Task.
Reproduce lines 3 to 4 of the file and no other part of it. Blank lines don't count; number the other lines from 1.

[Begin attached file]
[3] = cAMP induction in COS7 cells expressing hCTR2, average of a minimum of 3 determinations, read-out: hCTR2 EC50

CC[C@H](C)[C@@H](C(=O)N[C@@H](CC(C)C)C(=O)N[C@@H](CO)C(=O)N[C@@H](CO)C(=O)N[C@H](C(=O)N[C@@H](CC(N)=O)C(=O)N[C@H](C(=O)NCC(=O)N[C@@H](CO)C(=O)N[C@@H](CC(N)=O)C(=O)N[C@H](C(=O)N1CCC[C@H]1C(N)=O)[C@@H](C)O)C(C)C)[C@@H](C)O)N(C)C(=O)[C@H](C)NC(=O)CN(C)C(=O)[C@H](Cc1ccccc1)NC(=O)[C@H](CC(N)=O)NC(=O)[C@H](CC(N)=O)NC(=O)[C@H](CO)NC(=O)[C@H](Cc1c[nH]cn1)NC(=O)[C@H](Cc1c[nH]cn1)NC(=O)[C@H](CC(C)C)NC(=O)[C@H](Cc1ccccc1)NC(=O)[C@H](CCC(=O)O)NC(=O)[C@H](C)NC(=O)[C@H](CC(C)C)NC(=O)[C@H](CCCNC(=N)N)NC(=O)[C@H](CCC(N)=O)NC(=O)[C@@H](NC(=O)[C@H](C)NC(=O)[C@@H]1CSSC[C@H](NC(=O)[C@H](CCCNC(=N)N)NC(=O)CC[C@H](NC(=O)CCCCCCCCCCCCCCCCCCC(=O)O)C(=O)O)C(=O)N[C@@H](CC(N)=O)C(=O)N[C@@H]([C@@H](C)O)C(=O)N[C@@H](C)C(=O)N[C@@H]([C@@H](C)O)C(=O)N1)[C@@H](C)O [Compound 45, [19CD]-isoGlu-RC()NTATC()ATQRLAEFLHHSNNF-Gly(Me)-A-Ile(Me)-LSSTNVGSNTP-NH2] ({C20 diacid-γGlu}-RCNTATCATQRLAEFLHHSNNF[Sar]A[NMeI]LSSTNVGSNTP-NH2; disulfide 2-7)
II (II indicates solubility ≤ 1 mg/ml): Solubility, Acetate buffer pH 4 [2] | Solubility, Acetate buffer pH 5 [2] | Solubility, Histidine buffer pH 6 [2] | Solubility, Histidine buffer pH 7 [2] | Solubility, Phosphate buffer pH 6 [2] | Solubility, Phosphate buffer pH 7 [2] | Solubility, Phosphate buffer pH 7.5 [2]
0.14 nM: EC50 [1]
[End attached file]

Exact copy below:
II (II indicates solubility ≤ 1 mg/ml): Solubility, Acetate buffer pH 4 [2] | Solubility, Acetate buffer pH 5 [2] | Solubility, Histidine buffer pH 6 [2] | Solubility, Histidine buffer pH 7 [2] | Solubility, Phosphate buffer pH 6 [2] | Solubility, Phosphate buffer pH 7 [2] | Solubility, Phosphate buffer pH 7.5 [2]
0.14 nM: EC50 [1]